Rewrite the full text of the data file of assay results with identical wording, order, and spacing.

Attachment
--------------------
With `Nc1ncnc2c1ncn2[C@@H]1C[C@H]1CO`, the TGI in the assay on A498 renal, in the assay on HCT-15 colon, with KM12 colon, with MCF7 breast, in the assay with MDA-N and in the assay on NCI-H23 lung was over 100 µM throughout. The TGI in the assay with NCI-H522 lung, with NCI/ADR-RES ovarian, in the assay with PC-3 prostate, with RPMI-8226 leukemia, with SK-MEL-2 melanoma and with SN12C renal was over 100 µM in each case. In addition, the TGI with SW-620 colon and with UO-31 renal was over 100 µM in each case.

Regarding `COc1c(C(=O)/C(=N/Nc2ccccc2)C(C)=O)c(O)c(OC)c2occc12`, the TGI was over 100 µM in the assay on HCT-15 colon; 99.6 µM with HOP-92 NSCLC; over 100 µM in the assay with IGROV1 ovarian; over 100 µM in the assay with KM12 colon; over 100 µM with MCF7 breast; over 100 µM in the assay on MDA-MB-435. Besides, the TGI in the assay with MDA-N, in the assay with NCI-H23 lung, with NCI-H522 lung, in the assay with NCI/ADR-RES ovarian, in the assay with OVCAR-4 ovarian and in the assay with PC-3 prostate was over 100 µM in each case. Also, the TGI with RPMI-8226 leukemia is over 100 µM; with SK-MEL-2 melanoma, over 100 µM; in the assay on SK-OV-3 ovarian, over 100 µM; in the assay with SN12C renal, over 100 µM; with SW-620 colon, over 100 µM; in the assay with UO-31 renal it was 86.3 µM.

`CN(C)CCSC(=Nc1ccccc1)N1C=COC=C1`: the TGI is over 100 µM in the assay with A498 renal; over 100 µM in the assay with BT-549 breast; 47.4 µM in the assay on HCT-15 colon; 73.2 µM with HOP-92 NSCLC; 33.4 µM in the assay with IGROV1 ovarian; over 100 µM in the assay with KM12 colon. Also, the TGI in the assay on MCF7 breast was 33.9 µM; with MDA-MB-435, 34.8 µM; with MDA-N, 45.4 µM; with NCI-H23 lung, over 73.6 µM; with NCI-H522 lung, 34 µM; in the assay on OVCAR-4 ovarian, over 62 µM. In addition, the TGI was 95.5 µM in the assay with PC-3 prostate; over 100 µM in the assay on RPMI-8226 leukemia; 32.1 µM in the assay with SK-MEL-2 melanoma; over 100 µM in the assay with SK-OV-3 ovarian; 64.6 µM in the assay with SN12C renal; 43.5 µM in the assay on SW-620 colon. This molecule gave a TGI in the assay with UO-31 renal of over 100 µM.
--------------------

With `Nc1ncnc2c1ncn2[C@@H]1C[C@H]1CO`, the TGI in the assay on A498 renal, in the assay on HCT-15 colon, with KM12 colon, with MCF7 breast, in the assay with MDA-N and in the assay on NCI-H23 lung was over 100 µM throughout. The TGI in the assay with NCI-H522 lung, with NCI/ADR-RES ovarian, in the assay with PC-3 prostate, with RPMI-8226 leukemia, with SK-MEL-2 melanoma and with SN12C renal was over 100 µM in each case. In addition, the TGI with SW-620 colon and with UO-31 renal was over 100 µM in each case.

Regarding `COc1c(C(=O)/C(=N/Nc2ccccc2)C(C)=O)c(O)c(OC)c2occc12`, the TGI was over 100 µM in the assay on HCT-15 colon; 99.6 µM with HOP-92 NSCLC; over 100 µM in the assay with IGROV1 ovarian; over 100 µM in the assay with KM12 colon; over 100 µM with MCF7 breast; over 100 µM in the assay on MDA-MB-435. Besides, the TGI in the assay with MDA-N, in the assay with NCI-H23 lung, with NCI-H522 lung, in the assay with NCI/ADR-RES ovarian, in the assay with OVCAR-4 ovarian and in the assay with PC-3 prostate was over 100 µM in each case. Also, the TGI with RPMI-8226 leukemia is over 100 µM; with SK-MEL-2 melanoma, over 100 µM; in the assay on SK-OV-3 ovarian, over 100 µM; in the assay with SN12C renal, over 100 µM; with SW-620 colon, over 100 µM; in the assay with UO-31 renal it was 86.3 µM.

`CN(C)CCSC(=Nc1ccccc1)N1C=COC=C1`: the TGI is over 100 µM in the assay with A498 renal; over 100 µM in the assay with BT-549 breast; 47.4 µM in the assay on HCT-15 colon; 73.2 µM with HOP-92 NSCLC; 33.4 µM in the assay with IGROV1 ovarian; over 100 µM in the assay with KM12 colon. Also, the TGI in the assay on MCF7 breast was 33.9 µM; with MDA-MB-435, 34.8 µM; with MDA-N, 45.4 µM; with NCI-H23 lung, over 73.6 µM; with NCI-H522 lung, 34 µM; in the assay on OVCAR-4 ovarian, over 62 µM. In addition, the TGI was 95.5 µM in the assay with PC-3 prostate; over 100 µM in the assay on RPMI-8226 leukemia; 32.1 µM in the assay with SK-MEL-2 melanoma; over 100 µM in the assay with SK-OV-3 ovarian; 64.6 µM in the assay with SN12C renal; 43.5 µM in the assay on SW-620 colon. This molecule gave a TGI in the assay with UO-31 renal of over 100 µM.